Kohji (rice malt) is an essential ingredient for making Sake as it acts to convert starch into sugar. The fermentation process required for Sake production cannot take place without the inclusion of rice malt. The “Kojiki” (the oldest extant chronicle in Japan) mentions that people brewed Sake with rice malt and presented it to the emperors. This means that Sake production was already established when the “Kojiki” was written in 712.
It is believed that rice malt was imported from ancient China, but the Japanese way of producing Sake was completely different from the way it is nowadays produced in China. Flour is used as the principal ingredient for making Sake in China. After kneading it into a brick, a rhizopus mold is produced in it to produce kohji. In contrast, in Japan, steamed rice is used in the kohji-producing process. Different ingredients and techniques have thus been used in China and Japan to create Sake. Although the most commonly held theory is that Kohji originally came from China, some people believe that the technique of producing kohji using steamed rice originated in Japan. In either case, there is no doubt that the foundation of Sake manufacture was established step by step during the Nara Era (710–794). It evolved into the processes seen today, which use bacterial action, from the technique of converting starch into sugar using human saliva, known as “Kuchikami Sake” (liquor made by chewing with one’s mouth).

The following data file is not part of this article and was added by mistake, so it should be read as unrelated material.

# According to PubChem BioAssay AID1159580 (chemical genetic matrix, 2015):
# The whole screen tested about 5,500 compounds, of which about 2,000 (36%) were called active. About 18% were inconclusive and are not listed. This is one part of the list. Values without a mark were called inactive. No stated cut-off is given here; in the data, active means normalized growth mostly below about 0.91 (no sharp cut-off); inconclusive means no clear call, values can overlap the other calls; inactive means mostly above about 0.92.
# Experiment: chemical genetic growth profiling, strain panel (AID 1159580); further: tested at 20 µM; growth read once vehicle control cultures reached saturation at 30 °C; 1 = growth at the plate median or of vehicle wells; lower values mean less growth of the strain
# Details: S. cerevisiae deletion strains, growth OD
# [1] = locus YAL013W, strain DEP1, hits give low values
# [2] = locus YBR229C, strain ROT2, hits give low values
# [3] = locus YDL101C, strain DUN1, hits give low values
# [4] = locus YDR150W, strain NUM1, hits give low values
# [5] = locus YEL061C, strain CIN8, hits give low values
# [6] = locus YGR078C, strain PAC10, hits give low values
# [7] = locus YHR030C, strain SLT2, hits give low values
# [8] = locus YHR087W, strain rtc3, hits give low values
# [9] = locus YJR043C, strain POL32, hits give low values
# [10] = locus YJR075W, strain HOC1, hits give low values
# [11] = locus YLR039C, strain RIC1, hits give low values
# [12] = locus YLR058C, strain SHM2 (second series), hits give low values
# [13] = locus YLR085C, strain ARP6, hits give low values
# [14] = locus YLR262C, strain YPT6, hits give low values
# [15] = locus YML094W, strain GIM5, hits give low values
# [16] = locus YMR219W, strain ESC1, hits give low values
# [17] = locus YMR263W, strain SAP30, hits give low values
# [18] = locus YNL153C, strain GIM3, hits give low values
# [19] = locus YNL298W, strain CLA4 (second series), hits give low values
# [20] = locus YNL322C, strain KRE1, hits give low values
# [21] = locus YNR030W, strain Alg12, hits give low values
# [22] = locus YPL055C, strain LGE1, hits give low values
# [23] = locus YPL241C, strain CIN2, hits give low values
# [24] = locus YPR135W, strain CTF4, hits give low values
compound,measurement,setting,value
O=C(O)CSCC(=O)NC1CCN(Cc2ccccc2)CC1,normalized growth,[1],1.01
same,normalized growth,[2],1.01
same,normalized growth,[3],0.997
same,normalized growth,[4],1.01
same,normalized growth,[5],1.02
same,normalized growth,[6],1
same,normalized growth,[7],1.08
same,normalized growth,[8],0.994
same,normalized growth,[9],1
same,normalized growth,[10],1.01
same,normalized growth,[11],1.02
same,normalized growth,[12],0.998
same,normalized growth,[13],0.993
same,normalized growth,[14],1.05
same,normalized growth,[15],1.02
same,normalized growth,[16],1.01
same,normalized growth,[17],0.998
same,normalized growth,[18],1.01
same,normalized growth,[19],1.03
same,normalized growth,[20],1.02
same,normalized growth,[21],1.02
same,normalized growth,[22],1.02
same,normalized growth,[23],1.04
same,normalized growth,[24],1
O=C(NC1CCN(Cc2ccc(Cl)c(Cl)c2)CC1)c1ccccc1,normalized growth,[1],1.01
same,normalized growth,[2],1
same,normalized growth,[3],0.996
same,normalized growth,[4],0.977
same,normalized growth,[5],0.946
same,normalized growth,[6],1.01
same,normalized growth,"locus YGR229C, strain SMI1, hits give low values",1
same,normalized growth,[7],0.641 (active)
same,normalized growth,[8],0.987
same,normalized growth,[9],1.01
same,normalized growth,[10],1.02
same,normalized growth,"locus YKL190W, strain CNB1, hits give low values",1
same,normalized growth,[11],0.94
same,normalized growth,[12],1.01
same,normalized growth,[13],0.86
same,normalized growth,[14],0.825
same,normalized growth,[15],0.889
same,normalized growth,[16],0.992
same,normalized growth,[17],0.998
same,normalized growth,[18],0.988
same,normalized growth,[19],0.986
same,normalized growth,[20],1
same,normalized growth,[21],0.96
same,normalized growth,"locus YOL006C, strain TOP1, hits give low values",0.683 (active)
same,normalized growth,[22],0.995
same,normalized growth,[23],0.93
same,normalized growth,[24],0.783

THE HISTORY OF SAKE
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Kohji - the most important ingredient for producing Sake -
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Rice contains no sugar. This means that it cannot ferment by itself without something else added. An action that transforms the starch into sugar is therefore needed. Rice malt is used for this transformation. In short, we can say that Kohji is a cultivated microorganism to transform starch into sugar. Aspergillus is the microorganism that enables this transformation of starch into sugar. It is mixed with steamed rice and the mixture is left in a warm place for up to 50 hours to produce kohji. “Putting rice malt to practical use” was a method for transforming rice into Sake. There is a saying from olden times that goes “Koji (rice malt) comes first, Moto (yeast mash) comes second, and Tsukuri (preparation) comes third.” This saying reflects the order of Sake production and the ingredients essential for making high-quality Sake.
There are three essential raw materials for Sake production – rice, Kohji (rice malt), and water. Here, we shall now put together basic knowledge about Kohji, which has a vital role in the production of fine Sake.